A controversial charity accused of using social media to attack Jeremy Corbyn has been rapped in a damning report by the charities’ watchdog.
The Institute for Statecraft, whose business address was a disused mill in the Fife village of Gateside, was threatened with removal from the Scottish Charity Register unless it addressed a number of serious concerns.
It has now terminated its involvement in the Integrity Initiative programme it set up four years ago to combat Russian propaganda and identify fake news.
The organisation, which is backed by £2 million of UK Government cash, was formed in 2009 to “advance education in the fields of governance and statecraft and to advance human rights”.
The Scottish Charity Regulator (OSCR) launched a formal investigation into its activities in December, following complaints the Integrity Initiative had retweeted articles labelling the Labour leader a “useful idiot” for Russia.
The tweets came after a wave of cyber-attacks on the organisation which led to manipulated files being distributed via Russian state media outlets.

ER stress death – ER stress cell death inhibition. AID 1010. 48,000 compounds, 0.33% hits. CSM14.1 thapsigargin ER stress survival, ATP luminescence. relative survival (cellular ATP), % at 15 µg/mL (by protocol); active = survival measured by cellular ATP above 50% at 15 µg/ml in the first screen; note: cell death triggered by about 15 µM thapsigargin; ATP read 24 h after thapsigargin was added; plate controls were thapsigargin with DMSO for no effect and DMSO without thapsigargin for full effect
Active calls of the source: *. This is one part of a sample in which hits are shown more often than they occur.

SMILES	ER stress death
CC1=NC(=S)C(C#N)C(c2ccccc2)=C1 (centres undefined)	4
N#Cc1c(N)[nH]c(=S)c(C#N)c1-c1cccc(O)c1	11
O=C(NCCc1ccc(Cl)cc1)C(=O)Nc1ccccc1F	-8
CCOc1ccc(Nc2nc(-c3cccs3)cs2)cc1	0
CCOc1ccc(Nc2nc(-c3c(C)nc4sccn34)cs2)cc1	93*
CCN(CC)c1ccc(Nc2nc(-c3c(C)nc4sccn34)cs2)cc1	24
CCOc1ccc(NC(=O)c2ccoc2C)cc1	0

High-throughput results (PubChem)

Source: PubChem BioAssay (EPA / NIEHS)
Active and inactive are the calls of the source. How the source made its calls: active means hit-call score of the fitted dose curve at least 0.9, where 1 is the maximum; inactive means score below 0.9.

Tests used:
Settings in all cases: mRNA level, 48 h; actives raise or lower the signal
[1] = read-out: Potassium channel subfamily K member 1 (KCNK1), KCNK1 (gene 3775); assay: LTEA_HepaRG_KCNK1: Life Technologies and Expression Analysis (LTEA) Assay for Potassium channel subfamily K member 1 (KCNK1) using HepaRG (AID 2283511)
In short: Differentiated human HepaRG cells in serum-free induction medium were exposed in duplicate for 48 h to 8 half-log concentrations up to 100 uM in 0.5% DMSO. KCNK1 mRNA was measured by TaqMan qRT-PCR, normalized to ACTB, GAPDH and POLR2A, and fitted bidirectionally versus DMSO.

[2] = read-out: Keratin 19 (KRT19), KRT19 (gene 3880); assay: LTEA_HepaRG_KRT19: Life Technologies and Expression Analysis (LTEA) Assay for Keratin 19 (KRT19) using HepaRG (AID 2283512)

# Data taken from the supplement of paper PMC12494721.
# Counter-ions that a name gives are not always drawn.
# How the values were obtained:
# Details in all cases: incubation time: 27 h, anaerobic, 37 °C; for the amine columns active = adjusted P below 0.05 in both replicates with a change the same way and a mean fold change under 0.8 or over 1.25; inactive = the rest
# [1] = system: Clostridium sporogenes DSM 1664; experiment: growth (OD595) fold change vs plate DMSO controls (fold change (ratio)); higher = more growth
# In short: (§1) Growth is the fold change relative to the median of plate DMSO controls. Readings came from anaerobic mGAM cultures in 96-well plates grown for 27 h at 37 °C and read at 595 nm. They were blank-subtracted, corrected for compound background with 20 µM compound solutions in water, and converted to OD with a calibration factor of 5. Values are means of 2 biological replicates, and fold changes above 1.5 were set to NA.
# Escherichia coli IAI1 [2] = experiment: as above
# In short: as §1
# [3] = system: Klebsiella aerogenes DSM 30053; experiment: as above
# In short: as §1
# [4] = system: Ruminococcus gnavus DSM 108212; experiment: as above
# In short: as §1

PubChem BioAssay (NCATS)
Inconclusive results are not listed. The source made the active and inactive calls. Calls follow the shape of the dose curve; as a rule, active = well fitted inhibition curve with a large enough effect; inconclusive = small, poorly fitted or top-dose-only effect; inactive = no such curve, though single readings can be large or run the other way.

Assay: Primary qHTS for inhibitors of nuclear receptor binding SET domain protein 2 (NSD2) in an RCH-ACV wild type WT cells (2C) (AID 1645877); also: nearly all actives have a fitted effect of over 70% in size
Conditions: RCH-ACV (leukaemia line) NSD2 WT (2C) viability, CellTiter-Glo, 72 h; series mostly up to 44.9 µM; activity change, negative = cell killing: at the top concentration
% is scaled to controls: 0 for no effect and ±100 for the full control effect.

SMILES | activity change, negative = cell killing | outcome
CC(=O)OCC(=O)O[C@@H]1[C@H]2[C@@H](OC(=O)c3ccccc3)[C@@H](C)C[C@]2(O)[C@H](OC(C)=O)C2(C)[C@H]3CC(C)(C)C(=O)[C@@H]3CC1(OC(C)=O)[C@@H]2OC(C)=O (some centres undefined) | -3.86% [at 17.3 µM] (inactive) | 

OSCR said the charity was now making improvements to its governance and processes.
The regulator found the Initiative did not provide public benefit and ruled its trustees had failed to provide effective oversight of its Twitter account, resulting in severe damage to its reputation.
It also found the charity had not met its purpose of advancing education.
The high level of salaries paid to a number of the charity’s trustees was also a matter of concern to the regulator, along with the organisation’s “poor” and sometimes “non-existent” record keeping.
OSCR said the Institute had taken steps to address the issues raised in the inquiry and added: “The charity’s involvement in the Integrity Initiative has been terminated.”
Trustees – two of whom are resigning – are no longer paid for their services.
The watchdog said: “While OSCR has considered taking formal action, we do not consider this to be necessary or proportionate in the light of actions taken by the charity.
“OSCR will continue to monitor the charity’s activities and governance.”
The Institute’s co-founder Christopher Donnelly said the charity had apologised to Mr Corbyn for its tweets and insisted it was apolitical.
“We put out something like 26,000 tweets. About 400 made reference to some political party or politician and they were were roughly equal between the main political parties,” he said.
“We should not have sent them because the Foreign Office does not allow us to make any party political comment, nor does Scottish charity law. That was a mistake.”
A Foreign and Commonwealth Office spokesperson said: “We expect any charity which receives an FCO grant to comply with charity law and guidance.”